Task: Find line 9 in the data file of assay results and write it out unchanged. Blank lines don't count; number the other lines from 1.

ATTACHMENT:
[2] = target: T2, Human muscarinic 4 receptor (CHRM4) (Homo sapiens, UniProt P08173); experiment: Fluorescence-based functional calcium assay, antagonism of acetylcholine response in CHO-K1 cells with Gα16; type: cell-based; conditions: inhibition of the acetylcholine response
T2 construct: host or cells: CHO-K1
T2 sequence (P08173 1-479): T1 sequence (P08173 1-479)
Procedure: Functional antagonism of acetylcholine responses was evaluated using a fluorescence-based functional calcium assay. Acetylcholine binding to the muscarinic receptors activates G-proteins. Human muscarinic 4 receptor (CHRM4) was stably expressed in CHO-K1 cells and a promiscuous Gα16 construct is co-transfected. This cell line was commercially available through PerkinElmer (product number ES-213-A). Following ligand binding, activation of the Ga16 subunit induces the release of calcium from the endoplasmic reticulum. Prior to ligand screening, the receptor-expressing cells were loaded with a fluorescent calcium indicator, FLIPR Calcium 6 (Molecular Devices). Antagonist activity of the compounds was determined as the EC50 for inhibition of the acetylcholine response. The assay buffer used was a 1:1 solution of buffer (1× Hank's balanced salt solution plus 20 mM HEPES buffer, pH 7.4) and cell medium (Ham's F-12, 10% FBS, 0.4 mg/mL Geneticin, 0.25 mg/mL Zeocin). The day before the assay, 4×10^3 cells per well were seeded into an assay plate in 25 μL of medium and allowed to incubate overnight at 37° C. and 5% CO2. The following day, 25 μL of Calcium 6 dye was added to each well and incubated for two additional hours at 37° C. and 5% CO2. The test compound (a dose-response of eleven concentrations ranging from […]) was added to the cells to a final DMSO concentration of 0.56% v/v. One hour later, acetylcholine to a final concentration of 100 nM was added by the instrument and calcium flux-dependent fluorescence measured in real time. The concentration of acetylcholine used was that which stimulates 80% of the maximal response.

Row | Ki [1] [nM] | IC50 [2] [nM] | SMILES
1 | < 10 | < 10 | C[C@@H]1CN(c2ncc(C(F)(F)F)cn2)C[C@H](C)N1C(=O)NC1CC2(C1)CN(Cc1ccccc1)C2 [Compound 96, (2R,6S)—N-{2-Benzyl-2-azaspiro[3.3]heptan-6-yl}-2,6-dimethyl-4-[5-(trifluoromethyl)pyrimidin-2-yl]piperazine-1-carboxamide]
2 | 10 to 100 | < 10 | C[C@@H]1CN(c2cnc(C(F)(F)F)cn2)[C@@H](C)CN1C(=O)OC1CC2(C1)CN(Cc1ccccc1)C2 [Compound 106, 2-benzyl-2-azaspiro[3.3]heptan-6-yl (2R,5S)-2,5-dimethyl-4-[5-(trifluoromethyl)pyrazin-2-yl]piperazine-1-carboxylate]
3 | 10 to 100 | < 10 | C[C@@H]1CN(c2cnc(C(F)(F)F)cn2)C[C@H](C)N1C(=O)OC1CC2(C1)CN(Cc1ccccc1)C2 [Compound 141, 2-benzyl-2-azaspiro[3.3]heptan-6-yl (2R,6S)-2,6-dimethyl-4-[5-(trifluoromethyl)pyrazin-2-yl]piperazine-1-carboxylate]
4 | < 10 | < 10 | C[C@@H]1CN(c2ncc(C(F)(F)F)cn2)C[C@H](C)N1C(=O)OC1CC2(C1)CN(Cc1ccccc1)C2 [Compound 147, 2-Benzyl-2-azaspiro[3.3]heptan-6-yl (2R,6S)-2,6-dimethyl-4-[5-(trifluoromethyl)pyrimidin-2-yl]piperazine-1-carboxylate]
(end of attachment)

4 | < 10 | < 10 | C[C@@H]1CN(c2ncc(C(F)(F)F)cn2)C[C@H](C)N1C(=O)OC1CC2(C1)CN(Cc1ccccc1)C2 [Compound 147, 2-Benzyl-2-azaspiro[3.3]heptan-6-yl (2R,6S)-2,6-dimethyl-4-[5-(trifluoromethyl)pyrimidin-2-yl]piperazine-1-carboxylate]